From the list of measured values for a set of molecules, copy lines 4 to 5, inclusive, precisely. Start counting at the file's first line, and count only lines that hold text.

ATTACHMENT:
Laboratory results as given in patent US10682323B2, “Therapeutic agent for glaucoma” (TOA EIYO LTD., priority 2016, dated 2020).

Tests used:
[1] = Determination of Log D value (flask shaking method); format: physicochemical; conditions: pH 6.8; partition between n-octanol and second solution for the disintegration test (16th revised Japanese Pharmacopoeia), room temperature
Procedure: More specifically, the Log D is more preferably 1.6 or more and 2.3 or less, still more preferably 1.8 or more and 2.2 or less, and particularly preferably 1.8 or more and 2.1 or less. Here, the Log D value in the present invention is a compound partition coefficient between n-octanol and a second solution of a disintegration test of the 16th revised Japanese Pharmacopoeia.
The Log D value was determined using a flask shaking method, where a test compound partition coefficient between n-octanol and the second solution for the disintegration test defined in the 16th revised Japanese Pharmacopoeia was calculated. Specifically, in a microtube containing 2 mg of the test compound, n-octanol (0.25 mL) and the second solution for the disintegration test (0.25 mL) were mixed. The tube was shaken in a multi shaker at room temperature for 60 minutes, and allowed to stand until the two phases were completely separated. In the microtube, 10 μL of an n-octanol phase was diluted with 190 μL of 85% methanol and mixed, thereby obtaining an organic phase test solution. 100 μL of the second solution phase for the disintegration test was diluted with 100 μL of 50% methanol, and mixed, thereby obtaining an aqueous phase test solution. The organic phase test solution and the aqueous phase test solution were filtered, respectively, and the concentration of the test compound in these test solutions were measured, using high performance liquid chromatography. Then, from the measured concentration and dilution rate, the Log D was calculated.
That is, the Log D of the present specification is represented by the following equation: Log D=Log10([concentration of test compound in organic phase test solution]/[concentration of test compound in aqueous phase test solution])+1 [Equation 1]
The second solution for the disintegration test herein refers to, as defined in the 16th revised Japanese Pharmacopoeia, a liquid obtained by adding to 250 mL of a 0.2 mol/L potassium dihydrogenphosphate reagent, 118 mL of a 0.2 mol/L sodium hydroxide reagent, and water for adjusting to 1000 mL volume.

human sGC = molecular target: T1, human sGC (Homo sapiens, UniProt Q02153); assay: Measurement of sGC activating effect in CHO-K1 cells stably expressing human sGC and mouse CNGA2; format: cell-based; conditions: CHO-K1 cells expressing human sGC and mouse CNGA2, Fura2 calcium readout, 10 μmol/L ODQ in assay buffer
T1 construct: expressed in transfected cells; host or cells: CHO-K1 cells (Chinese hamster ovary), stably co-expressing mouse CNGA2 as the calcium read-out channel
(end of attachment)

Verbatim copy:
Procedure: More specifically, the Log D is more preferably 1.6 or more and 2.3 or less, still more preferably 1.8 or more and 2.2 or less, and particularly preferably 1.8 or more and 2.1 or less. Here, the Log D value in the present invention is a compound partition coefficient between n-octanol and a second solution of a disintegration test of the 16th revised Japanese Pharmacopoeia.
The Log D value was determined using a flask shaking method, where a test compound partition coefficient between n-octanol and the second solution for the disintegration test defined in the 16th revised Japanese Pharmacopoeia was calculated. Specifically, in a microtube containing 2 mg of the test compound, n-octanol (0.25 mL) and the second solution for the disintegration test (0.25 mL) were mixed. The tube was shaken in a multi shaker at room temperature for 60 minutes, and allowed to stand until the two phases were completely separated. In the microtube, 10 μL of an n-octanol phase was diluted with 190 μL of 85% methanol and mixed, thereby obtaining an organic phase test solution. 100 μL of the second solution phase for the disintegration test was diluted with 100 μL of 50% methanol, and mixed, thereby obtaining an aqueous phase test solution. The organic phase test solution and the aqueous phase test solution were filtered, respectively, and the concentration of the test compound in these test solutions were measured, using high performance liquid chromatography. Then, from the measured concentration and dilution rate, the Log D was calculated.